seriously, where else would these three books be reviewed together?
Orbiting the Giant Hairball: A Corporate Fool’s Guide to Surviving with Grace, by Gordon MacKenzie
several years ago, when i became the president of youth specialties, mcnair wilson suggested i needed to read this book. it’s one of very, very few books i’ve ever read three times (the current time was because i assigned it as reading for my youth ministry coaching program cohort, and had to re-read it to be prepared for the book discussion). it is such a brilliantly unique little book. the very form of the book models the point of the book (and how rare is that!?). mackenzie spent most of his adult life working at hallmark cards, where he moved through a variety of creative roles, ending in a strange “listening” role with a title he gave himself: creative paradox (seriously, that was his job title). at its core, the book is about creativity. but it’s central theme is that all organizations (and believe me, you church workers will resonate with this) naturally become ‘hairballs’ of policy, procedure, expectations, rules, assumptions, and org charts. in order to maintain creativity while being part of a human organization, one must move into orbit. the orbit has a gravitational pull that keeps you connected to the organization. getting pulled into the hairball isn’t good; but shooting off on your own trajectory — breaking with gravity — isn’t good either. more inspirational than practical, the book will stir your imagination, and get you longing for those days when you live into the creative being you were made to be.
Bite Me: A Love Story, by Christopher Moore
chris moore is, hands down, no competition, absolutely, without question, the funniest novel writer living today. i like funny books. and i’ve read a bunch of ’em, by a bunch of authors. there are many funny authors. but no one comes close to chris moore. the other day, my son asked me what some of my all-time favorite books were, and the first one i mentioned was moore’s lamb: the gospel according to biff, christ’s childhood pal. max asked why it was on my list, and i responded that no other book is both so insightful and so drop-dead hilarious. all that said, even moore — who in his less-than-best books is still hilarious — can’t get 5 stars on every book. he’s written a couple vampire stories in a row, and i sincerely hope it’s not a lazy rut, brought on by our current national obsession with all things fanged. set, again, in san francisco, but narrated by a teenage girl who is a shockingly annoying proto-goth wannabe vampire (and, for a few chapters, a shockingly annoying proto-goth actual vampire), moore invents wonderfully unique characters and re-introduces characters from previous books. he regularly introduces plot turns and turns-of-phrase that leave my head spinning with “how did he ever come up with that!?” so, not moore’s most inventive work, since it follows the same basic formula and setting as his last (without actually being a sequel). but, even a not-as-inventive chris moore book is wildly more inventive and hilarious than most.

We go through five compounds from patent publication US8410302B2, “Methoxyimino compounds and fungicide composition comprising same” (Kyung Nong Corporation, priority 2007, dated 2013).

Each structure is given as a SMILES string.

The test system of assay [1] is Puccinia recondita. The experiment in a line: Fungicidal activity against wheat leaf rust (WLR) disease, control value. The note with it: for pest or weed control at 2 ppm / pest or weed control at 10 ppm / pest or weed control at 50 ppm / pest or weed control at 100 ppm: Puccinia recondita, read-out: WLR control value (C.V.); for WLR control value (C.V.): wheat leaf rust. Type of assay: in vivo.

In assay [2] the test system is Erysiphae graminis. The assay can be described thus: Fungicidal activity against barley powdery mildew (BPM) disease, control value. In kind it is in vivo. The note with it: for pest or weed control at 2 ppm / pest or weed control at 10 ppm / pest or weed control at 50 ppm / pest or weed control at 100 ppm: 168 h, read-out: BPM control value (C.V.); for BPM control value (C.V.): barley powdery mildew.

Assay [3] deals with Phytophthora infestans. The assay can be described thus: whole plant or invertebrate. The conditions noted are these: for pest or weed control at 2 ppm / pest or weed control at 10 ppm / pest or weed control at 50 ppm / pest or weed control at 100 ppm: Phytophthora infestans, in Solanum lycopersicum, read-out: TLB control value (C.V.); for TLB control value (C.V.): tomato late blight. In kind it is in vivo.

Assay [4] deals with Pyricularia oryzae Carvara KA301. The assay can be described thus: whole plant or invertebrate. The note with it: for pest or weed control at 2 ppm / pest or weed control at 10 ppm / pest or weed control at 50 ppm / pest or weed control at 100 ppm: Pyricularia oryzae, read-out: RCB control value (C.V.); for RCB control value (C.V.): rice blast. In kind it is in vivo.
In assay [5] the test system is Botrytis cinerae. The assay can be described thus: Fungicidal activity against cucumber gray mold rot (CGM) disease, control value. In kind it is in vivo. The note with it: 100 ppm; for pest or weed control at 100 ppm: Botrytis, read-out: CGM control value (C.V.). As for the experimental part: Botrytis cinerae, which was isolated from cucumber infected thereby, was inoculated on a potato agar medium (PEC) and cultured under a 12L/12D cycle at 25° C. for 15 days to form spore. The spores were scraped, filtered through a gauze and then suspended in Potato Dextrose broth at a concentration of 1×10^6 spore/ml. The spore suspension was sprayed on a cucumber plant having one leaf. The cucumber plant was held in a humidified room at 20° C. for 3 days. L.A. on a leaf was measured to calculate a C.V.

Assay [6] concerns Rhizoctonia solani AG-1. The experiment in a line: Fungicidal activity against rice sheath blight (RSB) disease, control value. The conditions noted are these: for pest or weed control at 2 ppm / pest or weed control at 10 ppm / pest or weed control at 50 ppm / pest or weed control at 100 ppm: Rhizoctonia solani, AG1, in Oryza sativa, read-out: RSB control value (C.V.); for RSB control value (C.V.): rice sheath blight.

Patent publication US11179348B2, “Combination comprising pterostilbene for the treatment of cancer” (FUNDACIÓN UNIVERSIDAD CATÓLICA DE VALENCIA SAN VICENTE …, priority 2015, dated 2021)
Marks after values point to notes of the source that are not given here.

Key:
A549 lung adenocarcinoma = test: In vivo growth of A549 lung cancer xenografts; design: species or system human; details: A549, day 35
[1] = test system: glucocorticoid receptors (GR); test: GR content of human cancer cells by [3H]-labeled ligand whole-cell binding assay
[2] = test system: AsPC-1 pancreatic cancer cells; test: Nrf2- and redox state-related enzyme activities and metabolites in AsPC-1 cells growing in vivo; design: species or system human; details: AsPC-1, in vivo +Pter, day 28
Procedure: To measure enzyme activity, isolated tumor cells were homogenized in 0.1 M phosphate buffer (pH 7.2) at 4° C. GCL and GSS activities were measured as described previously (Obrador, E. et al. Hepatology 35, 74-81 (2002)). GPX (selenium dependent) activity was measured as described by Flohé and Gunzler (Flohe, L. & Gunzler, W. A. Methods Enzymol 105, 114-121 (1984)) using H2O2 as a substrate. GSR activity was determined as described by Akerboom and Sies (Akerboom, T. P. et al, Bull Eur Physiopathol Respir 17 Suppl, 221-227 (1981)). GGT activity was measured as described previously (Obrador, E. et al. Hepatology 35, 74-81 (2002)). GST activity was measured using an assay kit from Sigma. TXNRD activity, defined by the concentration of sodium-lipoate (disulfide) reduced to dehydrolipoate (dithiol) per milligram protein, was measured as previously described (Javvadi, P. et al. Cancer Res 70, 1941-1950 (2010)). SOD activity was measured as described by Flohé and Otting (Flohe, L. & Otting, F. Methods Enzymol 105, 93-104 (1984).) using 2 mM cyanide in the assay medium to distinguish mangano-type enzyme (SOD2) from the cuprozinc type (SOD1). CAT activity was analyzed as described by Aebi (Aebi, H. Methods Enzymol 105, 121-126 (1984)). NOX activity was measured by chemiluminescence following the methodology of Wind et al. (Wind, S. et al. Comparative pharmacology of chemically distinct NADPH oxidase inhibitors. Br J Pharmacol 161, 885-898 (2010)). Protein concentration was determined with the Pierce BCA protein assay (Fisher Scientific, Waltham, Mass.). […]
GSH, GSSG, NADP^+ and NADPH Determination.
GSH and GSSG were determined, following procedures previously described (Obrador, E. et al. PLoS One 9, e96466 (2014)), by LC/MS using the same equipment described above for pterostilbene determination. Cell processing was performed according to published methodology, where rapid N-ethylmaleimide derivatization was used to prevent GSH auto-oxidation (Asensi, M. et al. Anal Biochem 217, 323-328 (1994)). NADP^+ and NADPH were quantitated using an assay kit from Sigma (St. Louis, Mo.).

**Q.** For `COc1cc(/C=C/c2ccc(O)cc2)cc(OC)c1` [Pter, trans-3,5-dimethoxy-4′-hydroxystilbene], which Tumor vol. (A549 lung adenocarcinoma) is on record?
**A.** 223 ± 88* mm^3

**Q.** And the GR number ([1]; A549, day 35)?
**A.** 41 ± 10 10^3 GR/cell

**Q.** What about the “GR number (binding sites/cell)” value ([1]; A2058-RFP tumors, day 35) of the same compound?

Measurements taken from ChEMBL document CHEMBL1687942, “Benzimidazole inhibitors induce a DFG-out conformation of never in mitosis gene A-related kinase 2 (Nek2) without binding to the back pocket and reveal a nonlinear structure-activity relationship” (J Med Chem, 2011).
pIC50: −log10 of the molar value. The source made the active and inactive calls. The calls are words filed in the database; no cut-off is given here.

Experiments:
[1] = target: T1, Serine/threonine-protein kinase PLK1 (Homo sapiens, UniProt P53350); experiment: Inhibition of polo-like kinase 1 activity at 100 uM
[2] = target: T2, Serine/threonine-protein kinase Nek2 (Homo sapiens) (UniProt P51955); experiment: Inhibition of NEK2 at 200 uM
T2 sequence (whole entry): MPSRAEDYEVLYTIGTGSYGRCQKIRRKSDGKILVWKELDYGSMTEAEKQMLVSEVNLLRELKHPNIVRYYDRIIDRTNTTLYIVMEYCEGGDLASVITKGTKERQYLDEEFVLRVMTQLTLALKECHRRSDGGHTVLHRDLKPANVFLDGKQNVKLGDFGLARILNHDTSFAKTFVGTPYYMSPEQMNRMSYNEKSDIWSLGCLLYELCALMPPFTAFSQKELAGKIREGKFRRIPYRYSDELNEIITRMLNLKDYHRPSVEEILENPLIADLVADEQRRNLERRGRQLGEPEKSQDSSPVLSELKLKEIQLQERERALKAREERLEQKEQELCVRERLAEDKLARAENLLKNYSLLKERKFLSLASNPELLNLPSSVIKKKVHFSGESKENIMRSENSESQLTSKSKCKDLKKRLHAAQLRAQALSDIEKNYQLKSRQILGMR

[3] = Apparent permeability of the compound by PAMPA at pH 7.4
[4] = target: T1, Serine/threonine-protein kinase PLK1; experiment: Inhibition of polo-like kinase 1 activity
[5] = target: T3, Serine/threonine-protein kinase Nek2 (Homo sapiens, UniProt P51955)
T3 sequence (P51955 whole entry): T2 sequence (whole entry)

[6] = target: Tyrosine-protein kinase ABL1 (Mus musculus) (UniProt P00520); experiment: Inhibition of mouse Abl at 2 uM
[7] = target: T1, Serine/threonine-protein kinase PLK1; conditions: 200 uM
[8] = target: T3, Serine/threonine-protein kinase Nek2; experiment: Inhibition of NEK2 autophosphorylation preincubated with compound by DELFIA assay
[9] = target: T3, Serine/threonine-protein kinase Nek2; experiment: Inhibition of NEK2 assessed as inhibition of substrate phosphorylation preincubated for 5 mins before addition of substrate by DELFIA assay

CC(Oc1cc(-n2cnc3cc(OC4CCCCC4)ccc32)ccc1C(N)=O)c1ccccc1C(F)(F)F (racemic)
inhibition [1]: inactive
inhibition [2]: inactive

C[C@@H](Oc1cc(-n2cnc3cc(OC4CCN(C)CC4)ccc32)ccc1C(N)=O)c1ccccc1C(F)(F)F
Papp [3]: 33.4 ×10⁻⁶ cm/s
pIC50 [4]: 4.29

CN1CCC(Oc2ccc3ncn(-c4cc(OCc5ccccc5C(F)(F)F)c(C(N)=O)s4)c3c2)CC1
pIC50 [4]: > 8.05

Angry Conversations with God: A Snarky but Authentic Spiritual Memoir, by Susan E. Isaacs
isaacs has written one of those rare spiritual memoirs — like anne lamott and others — that are completely jesus-y, but still fall outside the mainstream of what would be published by most evangelical book publishers. it’s a jesus-y book with a massive dose of snarkiness and a smattering of swearing. unlike lamott, isaacs is a cradle christian wrestling with holding onto a faith (and an association with the church) that is simply not working for her — one in which she blames god for the series a deep frustrations she’s experiencing in life. she weaves the tale, primarily, through a series of scripted marital counseling sessions, with three primary voices: her own, that of her therapist, and the voice of god (and occasionally the voice of jesus). she admits, and her therapist regularly reminds her, that the voice of god is not really the voice of god, but the voice of her interpretation of god. as isaacs slowly, in fits and starts, moves toward a new kind of re-engaged and sustainable faith, her voice of god seems to come more and more into alignment with what god would actually say. she’s a very funny writer (with a background in acting, screenwriting, and improv comedy). and she pulls no punches when taking swings at the parts of the church that mislead, abused, or annoyed her. the resolve is somewhat to-be-expected, but still a good reminder of truth. maybe i don’t need to read books that confirm my own snarkiness; but maybe it’s a good mirror.